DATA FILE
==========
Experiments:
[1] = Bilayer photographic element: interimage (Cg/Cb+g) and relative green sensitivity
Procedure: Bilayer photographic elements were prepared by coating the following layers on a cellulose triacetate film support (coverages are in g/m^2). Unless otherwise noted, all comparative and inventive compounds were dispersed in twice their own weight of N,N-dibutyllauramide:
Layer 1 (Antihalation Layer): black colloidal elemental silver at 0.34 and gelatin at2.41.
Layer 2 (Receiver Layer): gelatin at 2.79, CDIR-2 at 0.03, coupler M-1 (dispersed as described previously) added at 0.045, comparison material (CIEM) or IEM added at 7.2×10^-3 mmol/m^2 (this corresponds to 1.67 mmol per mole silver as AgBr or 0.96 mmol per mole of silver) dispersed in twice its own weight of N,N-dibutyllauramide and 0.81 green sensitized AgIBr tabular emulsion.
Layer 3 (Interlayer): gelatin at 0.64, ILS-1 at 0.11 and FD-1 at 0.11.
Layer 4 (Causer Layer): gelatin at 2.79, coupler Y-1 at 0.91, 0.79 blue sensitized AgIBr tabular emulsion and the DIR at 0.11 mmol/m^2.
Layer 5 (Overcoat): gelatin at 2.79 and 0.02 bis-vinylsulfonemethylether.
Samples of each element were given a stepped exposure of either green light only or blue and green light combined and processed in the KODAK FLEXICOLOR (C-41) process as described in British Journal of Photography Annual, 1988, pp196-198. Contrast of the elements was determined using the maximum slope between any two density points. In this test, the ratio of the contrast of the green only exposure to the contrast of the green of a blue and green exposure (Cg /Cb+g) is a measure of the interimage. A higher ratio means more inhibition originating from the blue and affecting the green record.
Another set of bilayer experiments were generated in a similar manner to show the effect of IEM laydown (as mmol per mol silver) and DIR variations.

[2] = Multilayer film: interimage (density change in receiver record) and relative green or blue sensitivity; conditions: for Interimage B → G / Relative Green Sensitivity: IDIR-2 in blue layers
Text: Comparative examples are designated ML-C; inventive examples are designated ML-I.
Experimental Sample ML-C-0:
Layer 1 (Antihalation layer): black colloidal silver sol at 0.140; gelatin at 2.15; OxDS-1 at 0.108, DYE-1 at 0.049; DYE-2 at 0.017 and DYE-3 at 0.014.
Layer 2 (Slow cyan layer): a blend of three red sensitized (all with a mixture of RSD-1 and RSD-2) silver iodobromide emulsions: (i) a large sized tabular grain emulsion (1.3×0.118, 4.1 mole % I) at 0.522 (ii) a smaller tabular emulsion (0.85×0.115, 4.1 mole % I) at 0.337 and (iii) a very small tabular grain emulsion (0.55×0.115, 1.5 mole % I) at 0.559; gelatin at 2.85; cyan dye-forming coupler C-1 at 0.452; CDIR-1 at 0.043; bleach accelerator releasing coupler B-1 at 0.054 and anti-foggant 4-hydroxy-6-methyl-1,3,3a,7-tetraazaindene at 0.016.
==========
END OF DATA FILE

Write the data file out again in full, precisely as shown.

Experiments:
[1] = Bilayer photographic element: interimage (Cg/Cb+g) and relative green sensitivity
Procedure: Bilayer photographic elements were prepared by coating the following layers on a cellulose triacetate film support (coverages are in g/m^2). Unless otherwise noted, all comparative and inventive compounds were dispersed in twice their own weight of N,N-dibutyllauramide:
Layer 1 (Antihalation Layer): black colloidal elemental silver at 0.34 and gelatin at2.41.
Layer 2 (Receiver Layer): gelatin at 2.79, CDIR-2 at 0.03, coupler M-1 (dispersed as described previously) added at 0.045, comparison material (CIEM) or IEM added at 7.2×10^-3 mmol/m^2 (this corresponds to 1.67 mmol per mole silver as AgBr or 0.96 mmol per mole of silver) dispersed in twice its own weight of N,N-dibutyllauramide and 0.81 green sensitized AgIBr tabular emulsion.
Layer 3 (Interlayer): gelatin at 0.64, ILS-1 at 0.11 and FD-1 at 0.11.
Layer 4 (Causer Layer): gelatin at 2.79, coupler Y-1 at 0.91, 0.79 blue sensitized AgIBr tabular emulsion and the DIR at 0.11 mmol/m^2.
Layer 5 (Overcoat): gelatin at 2.79 and 0.02 bis-vinylsulfonemethylether.
Samples of each element were given a stepped exposure of either green light only or blue and green light combined and processed in the KODAK FLEXICOLOR (C-41) process as described in British Journal of Photography Annual, 1988, pp196-198. Contrast of the elements was determined using the maximum slope between any two density points. In this test, the ratio of the contrast of the green only exposure to the contrast of the green of a blue and green exposure (Cg /Cb+g) is a measure of the interimage. A higher ratio means more inhibition originating from the blue and affecting the green record.
Another set of bilayer experiments were generated in a similar manner to show the effect of IEM laydown (as mmol per mol silver) and DIR variations.

[2] = Multilayer film: interimage (density change in receiver record) and relative green or blue sensitivity; conditions: for Interimage B → G / Relative Green Sensitivity: IDIR-2 in blue layers
Text: Comparative examples are designated ML-C; inventive examples are designated ML-I.
Experimental Sample ML-C-0:
Layer 1 (Antihalation layer): black colloidal silver sol at 0.140; gelatin at 2.15; OxDS-1 at 0.108, DYE-1 at 0.049; DYE-2 at 0.017 and DYE-3 at 0.014.
Layer 2 (Slow cyan layer): a blend of three red sensitized (all with a mixture of RSD-1 and RSD-2) silver iodobromide emulsions: (i) a large sized tabular grain emulsion (1.3×0.118, 4.1 mole % I) at 0.522 (ii) a smaller tabular emulsion (0.85×0.115, 4.1 mole % I) at 0.337 and (iii) a very small tabular grain emulsion (0.55×0.115, 1.5 mole % I) at 0.559; gelatin at 2.85; cyan dye-forming coupler C-1 at 0.452; CDIR-1 at 0.043; bleach accelerator releasing coupler B-1 at 0.054 and anti-foggant 4-hydroxy-6-methyl-1,3,3a,7-tetraazaindene at 0.016.